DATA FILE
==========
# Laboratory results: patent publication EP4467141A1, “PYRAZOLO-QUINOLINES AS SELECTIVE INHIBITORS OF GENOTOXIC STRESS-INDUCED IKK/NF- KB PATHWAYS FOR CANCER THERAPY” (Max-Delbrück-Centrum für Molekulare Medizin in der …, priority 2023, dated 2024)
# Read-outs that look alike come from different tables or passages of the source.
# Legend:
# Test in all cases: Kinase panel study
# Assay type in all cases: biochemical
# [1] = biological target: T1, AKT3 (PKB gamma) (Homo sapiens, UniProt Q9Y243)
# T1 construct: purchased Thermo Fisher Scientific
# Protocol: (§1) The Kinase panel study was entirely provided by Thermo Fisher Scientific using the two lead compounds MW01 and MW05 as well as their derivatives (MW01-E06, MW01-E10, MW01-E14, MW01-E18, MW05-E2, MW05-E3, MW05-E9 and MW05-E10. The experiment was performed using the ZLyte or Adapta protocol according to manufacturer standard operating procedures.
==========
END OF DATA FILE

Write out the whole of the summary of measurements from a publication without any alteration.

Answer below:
# Laboratory results: patent publication EP4467141A1, “PYRAZOLO-QUINOLINES AS SELECTIVE INHIBITORS OF GENOTOXIC STRESS-INDUCED IKK/NF- KB PATHWAYS FOR CANCER THERAPY” (Max-Delbrück-Centrum für Molekulare Medizin in der …, priority 2023, dated 2024)
# Read-outs that look alike come from different tables or passages of the source.
# Legend:
# Test in all cases: Kinase panel study
# Assay type in all cases: biochemical
# [1] = biological target: T1, AKT3 (PKB gamma) (Homo sapiens, UniProt Q9Y243)
# T1 construct: purchased Thermo Fisher Scientific
# Protocol: (§1) The Kinase panel study was entirely provided by Thermo Fisher Scientific using the two lead compounds MW01 and MW05 as well as their derivatives (MW01-E06, MW01-E10, MW01-E14, MW01-E18, MW05-E2, MW05-E3, MW05-E9 and MW05-E10. The experiment was performed using the ZLyte or Adapta protocol according to manufacturer standard operating procedures.